There is an age-old saying – the two things in life that are guaranteed are death and taxes. Surprisingly, when tax law intersects with bankruptcy law, some taxes may actually be dischargeable in bankruptcy. Understanding taxes and how they are handled in bankruptcy can be complex. If you are considering bankruptcy, you will want to make sure you educate yourself about IRS law and bankruptcy law. Not thoroughly understanding how the laws work can be detrimental to a bankruptcy and your tax burden. An Atlanta IRS law attorney can assist you.
Chapter 7 bankruptcy and dischargeable taxes
Chapter 7 bankruptcy is often called liquidation bankruptcy. In order to file Chapter 7, you must qualify under the means test. The means test compares your household income to an average for your household size and state of residence. If you qualify for Chapter 7, it can be an effective way to handle older IRS and Georgia state tax debt. Newer income taxes, usually three years or newer, is considered priority debt and cannot be discharged. But, IRS tax debt can be discharged (including some penalties and interest) in bankruptcy if:
- The tax returns you want to discharge were due at least 3 years prior to your bankruptcy file date. This must also include any tax extensions.
- You must have actually filed a tax return for each year of debt you want to discharge 2 years before your bankruptcy file date.
- Each tax return (and related debt) has not been assessed by the IRS or was not assessed in the 270 days before your bankruptcy case is filed.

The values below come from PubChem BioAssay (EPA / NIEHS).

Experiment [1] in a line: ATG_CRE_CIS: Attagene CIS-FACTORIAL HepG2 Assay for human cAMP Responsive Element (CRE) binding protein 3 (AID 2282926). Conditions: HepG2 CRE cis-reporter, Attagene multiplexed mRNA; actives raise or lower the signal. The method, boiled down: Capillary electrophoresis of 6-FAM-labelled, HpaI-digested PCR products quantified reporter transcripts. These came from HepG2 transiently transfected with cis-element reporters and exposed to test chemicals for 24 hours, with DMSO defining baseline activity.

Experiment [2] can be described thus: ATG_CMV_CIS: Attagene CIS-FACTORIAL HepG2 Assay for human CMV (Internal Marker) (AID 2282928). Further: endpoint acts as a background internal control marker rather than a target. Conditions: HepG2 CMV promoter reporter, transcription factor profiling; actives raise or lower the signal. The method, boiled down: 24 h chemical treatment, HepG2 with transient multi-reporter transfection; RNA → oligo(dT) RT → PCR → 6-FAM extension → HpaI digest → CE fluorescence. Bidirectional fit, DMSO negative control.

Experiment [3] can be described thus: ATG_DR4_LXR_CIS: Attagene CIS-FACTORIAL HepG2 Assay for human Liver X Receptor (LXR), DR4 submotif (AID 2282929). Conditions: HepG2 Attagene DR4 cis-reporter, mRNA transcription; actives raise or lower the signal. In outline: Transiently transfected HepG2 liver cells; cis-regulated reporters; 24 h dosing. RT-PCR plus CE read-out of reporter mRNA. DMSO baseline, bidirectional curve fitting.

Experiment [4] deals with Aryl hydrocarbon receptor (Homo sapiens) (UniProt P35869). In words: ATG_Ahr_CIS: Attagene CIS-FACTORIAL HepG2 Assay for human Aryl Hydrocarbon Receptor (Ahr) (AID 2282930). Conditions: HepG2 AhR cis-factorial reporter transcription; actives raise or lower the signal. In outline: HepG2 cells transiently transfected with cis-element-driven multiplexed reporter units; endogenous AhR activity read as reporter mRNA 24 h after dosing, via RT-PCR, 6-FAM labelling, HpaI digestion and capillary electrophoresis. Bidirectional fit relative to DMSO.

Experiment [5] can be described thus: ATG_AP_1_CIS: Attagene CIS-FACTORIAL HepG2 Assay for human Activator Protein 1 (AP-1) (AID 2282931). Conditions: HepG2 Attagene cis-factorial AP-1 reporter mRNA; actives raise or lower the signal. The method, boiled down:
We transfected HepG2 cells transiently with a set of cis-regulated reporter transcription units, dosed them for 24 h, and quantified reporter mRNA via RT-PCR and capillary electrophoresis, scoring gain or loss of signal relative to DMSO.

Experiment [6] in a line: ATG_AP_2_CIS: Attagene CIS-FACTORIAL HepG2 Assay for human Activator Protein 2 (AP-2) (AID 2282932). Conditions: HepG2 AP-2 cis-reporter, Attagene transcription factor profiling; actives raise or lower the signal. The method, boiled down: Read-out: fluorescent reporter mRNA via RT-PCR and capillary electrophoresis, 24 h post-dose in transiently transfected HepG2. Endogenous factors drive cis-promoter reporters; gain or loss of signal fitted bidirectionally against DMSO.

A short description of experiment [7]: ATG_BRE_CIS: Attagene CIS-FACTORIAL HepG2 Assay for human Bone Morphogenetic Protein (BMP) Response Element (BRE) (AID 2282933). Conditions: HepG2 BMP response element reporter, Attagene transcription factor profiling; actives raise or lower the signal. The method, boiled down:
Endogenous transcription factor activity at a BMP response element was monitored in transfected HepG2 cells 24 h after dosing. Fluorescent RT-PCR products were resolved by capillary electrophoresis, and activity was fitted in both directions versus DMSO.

- Your tax returns were not fraudulent, including tax fraud or evasion.
Types of taxes that cannot be discharged in bankruptcy
As a matter of public policy, there are some types of taxes that cannot be discharged in bankruptcy. These include:
- Recent income taxes-This is usually tax debt that does not meet the criteria above and the returns that have been filed in the last 3 years
- Tax penalties, depending on when assessed
- Any tax debt associated with fraud
- Tax debts related to unfiled returns
- Payroll taxes, including withholding taxes or trust fund taxes
Chapter 13 bankruptcy and taxes
Chapter 13 bankruptcy is for individuals that do not qualify for Chapter 7 or need to enter a repayment plan under the protection of the bankruptcy court for other reasons. Chapter 13 can be effective in handling nondischargeable types of tax debt. It allows you to pay the taxes under the protection of the bankruptcy court (i.e. the IRS cannot sue or garnish) for a period of up to 60 months. It also limits the interest and penalties.
Bankruptcy, IRS Law, and tax liens
Chapter 7 bankruptcy can be an effective tool in eliminating tax debt. However, a bankruptcy discharge only eliminates your personal liability for the debt. However, if the IRS has already put a tax lien on your property, the lien remains. Essentially, the bankruptcy prevents the IRS from collecting on the debt through wage garnishment or taking tax refunds. But, if you sell property which has a tax lien, the IRS gets paid when you sell the property. The IRS lien trumps the bankruptcy discharge. After bankruptcy, it is possible to try and work with the IRS to negotiate a lien settlement. An experienced Atlanta IRS law attorney can assist with lien settlements.
Contact an Atlanta Attorney to Understand IRS Law and Bankruptcy
Tax matters and bankruptcy are complicated. Contact Jeff Cohen Attorney At Law today at 404-814-0000 to understand how to handle IRS law matters before or after your bankruptcy.